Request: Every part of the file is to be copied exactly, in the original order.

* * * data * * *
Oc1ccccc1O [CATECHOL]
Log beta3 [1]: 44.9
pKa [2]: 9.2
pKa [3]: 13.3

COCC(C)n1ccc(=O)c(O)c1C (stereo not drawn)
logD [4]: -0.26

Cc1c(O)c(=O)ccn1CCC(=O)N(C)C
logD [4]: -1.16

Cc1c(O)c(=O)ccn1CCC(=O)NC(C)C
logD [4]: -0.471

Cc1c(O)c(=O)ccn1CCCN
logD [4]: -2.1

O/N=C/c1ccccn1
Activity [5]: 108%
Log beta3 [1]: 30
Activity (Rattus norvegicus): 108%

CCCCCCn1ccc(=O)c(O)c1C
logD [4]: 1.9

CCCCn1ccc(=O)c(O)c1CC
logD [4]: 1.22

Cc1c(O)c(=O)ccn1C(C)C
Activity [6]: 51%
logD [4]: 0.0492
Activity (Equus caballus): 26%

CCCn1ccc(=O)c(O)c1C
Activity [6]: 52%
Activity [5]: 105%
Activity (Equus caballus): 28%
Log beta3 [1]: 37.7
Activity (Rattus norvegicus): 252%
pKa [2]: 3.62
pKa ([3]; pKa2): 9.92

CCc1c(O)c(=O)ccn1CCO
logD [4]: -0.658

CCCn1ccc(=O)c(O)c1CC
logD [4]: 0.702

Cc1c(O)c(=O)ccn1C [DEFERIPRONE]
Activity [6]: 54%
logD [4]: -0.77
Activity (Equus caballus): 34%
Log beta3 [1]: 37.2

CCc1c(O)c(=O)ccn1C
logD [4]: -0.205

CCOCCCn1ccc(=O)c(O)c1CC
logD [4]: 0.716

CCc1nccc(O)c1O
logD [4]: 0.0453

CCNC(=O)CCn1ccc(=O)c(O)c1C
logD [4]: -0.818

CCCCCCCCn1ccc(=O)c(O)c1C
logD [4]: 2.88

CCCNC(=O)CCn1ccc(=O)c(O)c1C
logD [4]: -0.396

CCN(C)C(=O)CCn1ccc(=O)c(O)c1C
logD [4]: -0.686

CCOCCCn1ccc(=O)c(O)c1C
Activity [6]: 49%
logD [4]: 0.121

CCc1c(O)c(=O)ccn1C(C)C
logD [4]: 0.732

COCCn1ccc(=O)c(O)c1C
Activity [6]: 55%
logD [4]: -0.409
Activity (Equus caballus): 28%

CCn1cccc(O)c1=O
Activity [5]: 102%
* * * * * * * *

Oc1ccccc1O [CATECHOL]
Log beta3 [1]: 44.9
pKa [2]: 9.2
pKa [3]: 13.3

COCC(C)n1ccc(=O)c(O)c1C (stereo not drawn)
logD [4]: -0.26

Cc1c(O)c(=O)ccn1CCC(=O)N(C)C
logD [4]: -1.16

Cc1c(O)c(=O)ccn1CCC(=O)NC(C)C
logD [4]: -0.471

Cc1c(O)c(=O)ccn1CCCN
logD [4]: -2.1

O/N=C/c1ccccn1
Activity [5]: 108%
Log beta3 [1]: 30
Activity (Rattus norvegicus): 108%

CCCCCCn1ccc(=O)c(O)c1C
logD [4]: 1.9

CCCCn1ccc(=O)c(O)c1CC
logD [4]: 1.22

Cc1c(O)c(=O)ccn1C(C)C
Activity [6]: 51%
logD [4]: 0.0492
Activity (Equus caballus): 26%

CCCn1ccc(=O)c(O)c1C
Activity [6]: 52%
Activity [5]: 105%
Activity (Equus caballus): 28%
Log beta3 [1]: 37.7
Activity (Rattus norvegicus): 252%
pKa [2]: 3.62
pKa ([3]; pKa2): 9.92

CCc1c(O)c(=O)ccn1CCO
logD [4]: -0.658

CCCn1ccc(=O)c(O)c1CC
logD [4]: 0.702

Cc1c(O)c(=O)ccn1C [DEFERIPRONE]
Activity [6]: 54%
logD [4]: -0.77
Activity (Equus caballus): 34%
Log beta3 [1]: 37.2

CCc1c(O)c(=O)ccn1C
logD [4]: -0.205

CCOCCCn1ccc(=O)c(O)c1CC
logD [4]: 0.716

CCc1nccc(O)c1O
logD [4]: 0.0453

CCNC(=O)CCn1ccc(=O)c(O)c1C
logD [4]: -0.818

CCCCCCCCn1ccc(=O)c(O)c1C
logD [4]: 2.88

CCCNC(=O)CCn1ccc(=O)c(O)c1C
logD [4]: -0.396

CCN(C)C(=O)CCn1ccc(=O)c(O)c1C
logD [4]: -0.686

CCOCCCn1ccc(=O)c(O)c1C
Activity [6]: 49%
logD [4]: 0.121

CCc1c(O)c(=O)ccn1C(C)C
logD [4]: 0.732

COCCn1ccc(=O)c(O)c1C
Activity [6]: 55%
logD [4]: -0.409
Activity (Equus caballus): 28%

CCn1cccc(O)c1=O
Activity [5]: 102%